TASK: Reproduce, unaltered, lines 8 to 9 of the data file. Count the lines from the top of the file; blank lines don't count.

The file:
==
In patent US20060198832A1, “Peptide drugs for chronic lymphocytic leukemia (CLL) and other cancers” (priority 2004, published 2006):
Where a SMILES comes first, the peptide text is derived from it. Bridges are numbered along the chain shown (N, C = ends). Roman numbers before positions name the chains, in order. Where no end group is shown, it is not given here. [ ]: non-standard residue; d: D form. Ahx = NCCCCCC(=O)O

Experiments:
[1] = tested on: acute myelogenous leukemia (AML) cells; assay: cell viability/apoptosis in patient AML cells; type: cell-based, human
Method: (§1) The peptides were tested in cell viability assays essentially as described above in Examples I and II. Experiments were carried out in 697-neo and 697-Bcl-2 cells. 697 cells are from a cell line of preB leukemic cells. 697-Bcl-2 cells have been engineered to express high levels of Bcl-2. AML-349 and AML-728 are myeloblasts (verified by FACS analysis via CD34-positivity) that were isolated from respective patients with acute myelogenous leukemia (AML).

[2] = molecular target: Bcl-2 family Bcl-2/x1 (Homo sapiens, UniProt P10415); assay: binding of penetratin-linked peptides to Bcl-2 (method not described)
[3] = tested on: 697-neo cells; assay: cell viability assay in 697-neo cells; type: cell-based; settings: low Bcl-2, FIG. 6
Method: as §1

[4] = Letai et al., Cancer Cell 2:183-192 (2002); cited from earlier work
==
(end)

Method: as §1

[4] = Letai et al., Cancer Cell 2:183-192 (2002); cited from earlier work